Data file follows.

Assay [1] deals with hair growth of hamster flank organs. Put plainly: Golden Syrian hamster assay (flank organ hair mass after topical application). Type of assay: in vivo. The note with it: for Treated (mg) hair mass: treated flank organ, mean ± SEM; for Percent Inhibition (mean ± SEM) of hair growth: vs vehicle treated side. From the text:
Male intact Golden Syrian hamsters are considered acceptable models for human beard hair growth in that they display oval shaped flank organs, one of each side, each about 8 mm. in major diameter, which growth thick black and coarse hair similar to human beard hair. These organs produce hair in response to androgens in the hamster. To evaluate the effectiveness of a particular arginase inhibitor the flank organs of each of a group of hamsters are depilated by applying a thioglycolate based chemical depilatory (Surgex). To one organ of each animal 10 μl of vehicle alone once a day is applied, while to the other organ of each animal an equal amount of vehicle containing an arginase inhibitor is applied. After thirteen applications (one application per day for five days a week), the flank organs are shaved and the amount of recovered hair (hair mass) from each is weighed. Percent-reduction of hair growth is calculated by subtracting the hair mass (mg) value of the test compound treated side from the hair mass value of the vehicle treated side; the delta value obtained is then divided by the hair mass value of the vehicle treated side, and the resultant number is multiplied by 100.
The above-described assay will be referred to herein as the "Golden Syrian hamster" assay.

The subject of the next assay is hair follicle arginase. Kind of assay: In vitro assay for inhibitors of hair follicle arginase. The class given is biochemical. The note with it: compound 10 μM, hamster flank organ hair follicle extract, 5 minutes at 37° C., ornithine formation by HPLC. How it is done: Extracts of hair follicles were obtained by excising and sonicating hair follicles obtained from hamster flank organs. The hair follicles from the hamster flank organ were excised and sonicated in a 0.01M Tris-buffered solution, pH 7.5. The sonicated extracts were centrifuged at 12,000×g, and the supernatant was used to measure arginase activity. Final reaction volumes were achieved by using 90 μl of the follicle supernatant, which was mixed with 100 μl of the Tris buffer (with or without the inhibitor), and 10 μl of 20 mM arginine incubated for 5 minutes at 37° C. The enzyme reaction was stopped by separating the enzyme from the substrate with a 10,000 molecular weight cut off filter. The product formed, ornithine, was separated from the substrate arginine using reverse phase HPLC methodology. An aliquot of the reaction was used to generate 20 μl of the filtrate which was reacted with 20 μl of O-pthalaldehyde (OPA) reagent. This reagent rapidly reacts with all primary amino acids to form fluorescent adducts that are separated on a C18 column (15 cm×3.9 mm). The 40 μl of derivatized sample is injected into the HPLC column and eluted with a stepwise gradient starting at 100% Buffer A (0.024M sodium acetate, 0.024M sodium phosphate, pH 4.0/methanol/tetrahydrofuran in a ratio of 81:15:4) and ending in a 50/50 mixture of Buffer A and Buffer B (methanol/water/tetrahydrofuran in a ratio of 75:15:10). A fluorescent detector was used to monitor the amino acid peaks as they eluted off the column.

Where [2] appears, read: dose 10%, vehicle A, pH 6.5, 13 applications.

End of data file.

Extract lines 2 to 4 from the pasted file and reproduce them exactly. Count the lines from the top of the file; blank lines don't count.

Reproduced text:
Male intact Golden Syrian hamsters are considered acceptable models for human beard hair growth in that they display oval shaped flank organs, one of each side, each about 8 mm. in major diameter, which growth thick black and coarse hair similar to human beard hair. These organs produce hair in response to androgens in the hamster. To evaluate the effectiveness of a particular arginase inhibitor the flank organs of each of a group of hamsters are depilated by applying a thioglycolate based chemical depilatory (Surgex). To one organ of each animal 10 μl of vehicle alone once a day is applied, while to the other organ of each animal an equal amount of vehicle containing an arginase inhibitor is applied. After thirteen applications (one application per day for five days a week), the flank organs are shaved and the amount of recovered hair (hair mass) from each is weighed. Percent-reduction of hair growth is calculated by subtracting the hair mass (mg) value of the test compound treated side from the hair mass value of the vehicle treated side; the delta value obtained is then divided by the hair mass value of the vehicle treated side, and the resultant number is multiplied by 100.
The above-described assay will be referred to herein as the "Golden Syrian hamster" assay.

The subject of the next assay is hair follicle arginase. Kind of assay: In vitro assay for inhibitors of hair follicle arginase. The class given is biochemical. The note with it: compound 10 μM, hamster flank organ hair follicle extract, 5 minutes at 37° C., ornithine formation by HPLC. How it is done: Extracts of hair follicles were obtained by excising and sonicating hair follicles obtained from hamster flank organs. The hair follicles from the hamster flank organ were excised and sonicated in a 0.01M Tris-buffered solution, pH 7.5. The sonicated extracts were centrifuged at 12,000×g, and the supernatant was used to measure arginase activity. Final reaction volumes were achieved by using 90 μl of the follicle supernatant, which was mixed with 100 μl of the Tris buffer (with or without the inhibitor), and 10 μl of 20 mM arginine incubated for 5 minutes at 37° C. The enzyme reaction was stopped by separating the enzyme from the substrate with a 10,000 molecular weight cut off filter. The product formed, ornithine, was separated from the substrate arginine using reverse phase HPLC methodology. An aliquot of the reaction was used to generate 20 μl of the filtrate which was reacted with 20 μl of O-pthalaldehyde (OPA) reagent. This reagent rapidly reacts with all primary amino acids to form fluorescent adducts that are separated on a C18 column (15 cm×3.9 mm). The 40 μl of derivatized sample is injected into the HPLC column and eluted with a stepwise gradient starting at 100% Buffer A (0.024M sodium acetate, 0.024M sodium phosphate, pH 4.0/methanol/tetrahydrofuran in a ratio of 81:15:4) and ending in a 50/50 mixture of Buffer A and Buffer B (methanol/water/tetrahydrofuran in a ratio of 75:15:10). A fluorescent detector was used to monitor the amino acid peaks as they eluted off the column.